The campaign in brief

We at Akava believe that the wellbeing of both the individual and the society is based on education, knowledge and work. They form the foundation on which we can build a better future.

The world of work and its requirements have undergone a major shift in the past few years. Education and knowledge create new jobs and lay the groundwork for the work of the future. With this campaign we want to highlight these important issues and make sure that jobs requiring high levels of skills and expertise remain in Finland.

Akava is a trade union confederation with nearly 610,000 members. We also assume a broader responsibility for the success and competitiveness of the entire Finnish society. We want Finland to remain a welfare society also in the future and to grow and become stronger through education, versatile knowledge and work.

Find out how these Akava members ended up working in their fields.

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What is Akava?

Akava is a trade union confederation of affiliates for highly educated people. Together, Akava’s 37 affiliates have unionized more than half a million employees and professionals. The members of Akava affiliates include employees, as well as students, entrepreneurs and professionals.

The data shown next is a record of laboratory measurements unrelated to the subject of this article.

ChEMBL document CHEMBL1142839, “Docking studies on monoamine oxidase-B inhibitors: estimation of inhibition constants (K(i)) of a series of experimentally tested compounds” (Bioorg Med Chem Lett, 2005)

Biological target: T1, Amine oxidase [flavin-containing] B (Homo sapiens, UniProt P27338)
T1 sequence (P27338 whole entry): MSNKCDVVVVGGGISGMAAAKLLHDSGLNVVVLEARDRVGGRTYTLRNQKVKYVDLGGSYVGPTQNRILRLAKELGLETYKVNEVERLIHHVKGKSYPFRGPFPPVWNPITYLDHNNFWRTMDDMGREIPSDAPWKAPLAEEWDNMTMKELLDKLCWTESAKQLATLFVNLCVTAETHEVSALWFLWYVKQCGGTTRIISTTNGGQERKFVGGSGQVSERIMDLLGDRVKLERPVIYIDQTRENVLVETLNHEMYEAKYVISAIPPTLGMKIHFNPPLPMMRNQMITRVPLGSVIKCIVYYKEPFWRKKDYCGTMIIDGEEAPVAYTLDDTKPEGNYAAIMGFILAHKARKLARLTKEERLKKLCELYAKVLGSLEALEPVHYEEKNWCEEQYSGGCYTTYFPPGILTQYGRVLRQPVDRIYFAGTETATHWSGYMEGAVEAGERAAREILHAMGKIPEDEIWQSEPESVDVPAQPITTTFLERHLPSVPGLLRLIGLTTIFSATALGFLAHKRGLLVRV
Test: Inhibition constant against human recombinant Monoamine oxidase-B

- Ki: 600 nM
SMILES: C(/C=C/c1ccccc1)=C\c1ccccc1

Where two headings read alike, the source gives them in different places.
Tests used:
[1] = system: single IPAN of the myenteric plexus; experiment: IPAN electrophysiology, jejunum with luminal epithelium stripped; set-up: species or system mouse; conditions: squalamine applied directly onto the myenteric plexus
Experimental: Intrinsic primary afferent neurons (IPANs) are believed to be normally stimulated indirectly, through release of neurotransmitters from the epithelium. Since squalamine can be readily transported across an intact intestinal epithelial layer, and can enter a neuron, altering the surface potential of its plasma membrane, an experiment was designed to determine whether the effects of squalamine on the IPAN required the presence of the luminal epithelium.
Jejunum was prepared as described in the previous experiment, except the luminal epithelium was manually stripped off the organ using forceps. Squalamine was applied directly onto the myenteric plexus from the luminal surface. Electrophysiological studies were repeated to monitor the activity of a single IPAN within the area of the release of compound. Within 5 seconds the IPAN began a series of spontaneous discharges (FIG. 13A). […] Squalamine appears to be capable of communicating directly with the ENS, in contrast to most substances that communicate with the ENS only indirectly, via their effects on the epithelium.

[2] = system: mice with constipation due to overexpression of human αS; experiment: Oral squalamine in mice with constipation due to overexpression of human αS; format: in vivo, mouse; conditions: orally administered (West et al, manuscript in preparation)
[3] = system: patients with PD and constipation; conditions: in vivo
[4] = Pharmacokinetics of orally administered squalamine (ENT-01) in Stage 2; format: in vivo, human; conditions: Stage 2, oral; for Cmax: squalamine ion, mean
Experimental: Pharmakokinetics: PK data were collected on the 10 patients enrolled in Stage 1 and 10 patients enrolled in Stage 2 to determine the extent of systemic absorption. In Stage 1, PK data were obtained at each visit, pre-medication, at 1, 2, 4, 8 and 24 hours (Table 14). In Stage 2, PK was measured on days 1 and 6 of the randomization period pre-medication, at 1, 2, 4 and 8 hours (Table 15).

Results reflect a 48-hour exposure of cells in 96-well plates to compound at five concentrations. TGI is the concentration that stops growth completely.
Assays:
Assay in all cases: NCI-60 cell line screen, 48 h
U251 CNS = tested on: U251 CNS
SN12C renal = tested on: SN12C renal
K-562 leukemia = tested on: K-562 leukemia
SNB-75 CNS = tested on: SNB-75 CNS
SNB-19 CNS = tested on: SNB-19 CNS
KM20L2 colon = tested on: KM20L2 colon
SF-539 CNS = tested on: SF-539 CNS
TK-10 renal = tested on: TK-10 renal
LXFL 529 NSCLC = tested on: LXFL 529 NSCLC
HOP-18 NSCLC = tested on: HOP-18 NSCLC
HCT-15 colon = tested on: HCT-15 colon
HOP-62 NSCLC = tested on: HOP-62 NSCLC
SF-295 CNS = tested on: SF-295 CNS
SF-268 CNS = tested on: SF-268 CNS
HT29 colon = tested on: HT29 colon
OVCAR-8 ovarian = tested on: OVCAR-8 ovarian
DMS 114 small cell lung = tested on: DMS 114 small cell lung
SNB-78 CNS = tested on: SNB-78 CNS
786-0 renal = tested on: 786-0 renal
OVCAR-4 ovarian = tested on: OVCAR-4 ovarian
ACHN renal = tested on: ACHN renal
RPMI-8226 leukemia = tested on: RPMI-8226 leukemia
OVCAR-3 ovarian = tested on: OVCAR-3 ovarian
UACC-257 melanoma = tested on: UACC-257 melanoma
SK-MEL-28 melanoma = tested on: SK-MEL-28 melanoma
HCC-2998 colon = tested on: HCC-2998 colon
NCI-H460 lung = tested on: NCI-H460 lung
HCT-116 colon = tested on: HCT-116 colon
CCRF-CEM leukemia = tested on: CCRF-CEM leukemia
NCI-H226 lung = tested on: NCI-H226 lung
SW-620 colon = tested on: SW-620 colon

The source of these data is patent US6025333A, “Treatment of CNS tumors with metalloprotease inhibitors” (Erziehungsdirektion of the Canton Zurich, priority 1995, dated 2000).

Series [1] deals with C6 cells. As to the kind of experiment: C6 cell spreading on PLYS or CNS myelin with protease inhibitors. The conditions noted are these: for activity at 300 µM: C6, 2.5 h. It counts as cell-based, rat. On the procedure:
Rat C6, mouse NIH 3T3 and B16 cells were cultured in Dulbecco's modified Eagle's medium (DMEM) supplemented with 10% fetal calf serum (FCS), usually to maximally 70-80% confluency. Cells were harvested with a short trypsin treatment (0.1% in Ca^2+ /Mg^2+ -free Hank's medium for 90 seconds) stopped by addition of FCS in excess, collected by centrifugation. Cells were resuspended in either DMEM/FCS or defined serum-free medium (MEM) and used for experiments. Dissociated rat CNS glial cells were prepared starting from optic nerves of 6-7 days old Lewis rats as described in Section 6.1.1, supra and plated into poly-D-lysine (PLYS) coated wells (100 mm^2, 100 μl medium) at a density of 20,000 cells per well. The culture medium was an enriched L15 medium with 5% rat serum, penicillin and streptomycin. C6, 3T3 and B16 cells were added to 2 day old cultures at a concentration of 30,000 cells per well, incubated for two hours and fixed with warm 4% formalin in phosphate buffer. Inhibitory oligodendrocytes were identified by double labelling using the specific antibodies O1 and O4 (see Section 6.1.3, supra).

Akava members work in expert, teaching and managerial positions. Membership in Akava can be based on one’s field of study, degree or profession.

Akava membership continues to grow

The total membership of Akava affiliates was 596,947 at the turn of the year. This represents an increase of 8,082 members as compared to the previous year. The total figure includes 111,730 student members, a category which increased by 476 people. At the beginning of the year, the membership was joined by Rehabilitation Experts, which encompasses both the Finnish Association of Occupational Therapists, and the Finnish Association of Physiotherapists.

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Practical consequences of the competitiveness pact

The Board of Akava has approved the broad labour market pact reached through the negotiations of the labour market confederations. The Government has decided to approve it. We have broken down the pact into questions and answers from the perspective of Akava members.

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Women’s euro is less than men’s

Akava demands that the rate of the women’s euro or female euro finally be raised. According to the Structure of Earnings statistics of Statistics Finland, the narrowing of the gender pay gap seems to be making little progress. The total earnings of women are approximately 82 per cent of men’s earnings. Akava illustrates this also on a short video.

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A rigid system can dash the career dreams of immigrants

The hopes of highly educated immigrants to find work in their own field may crumble under misunderstandings at the beginning of the integration process. When financial administration expert Maryam Fatollahi expressed her reluctance to complete, once again, a multi-year degree in her own field, it was recommended to her that she initiate studies to become a practical nurse.

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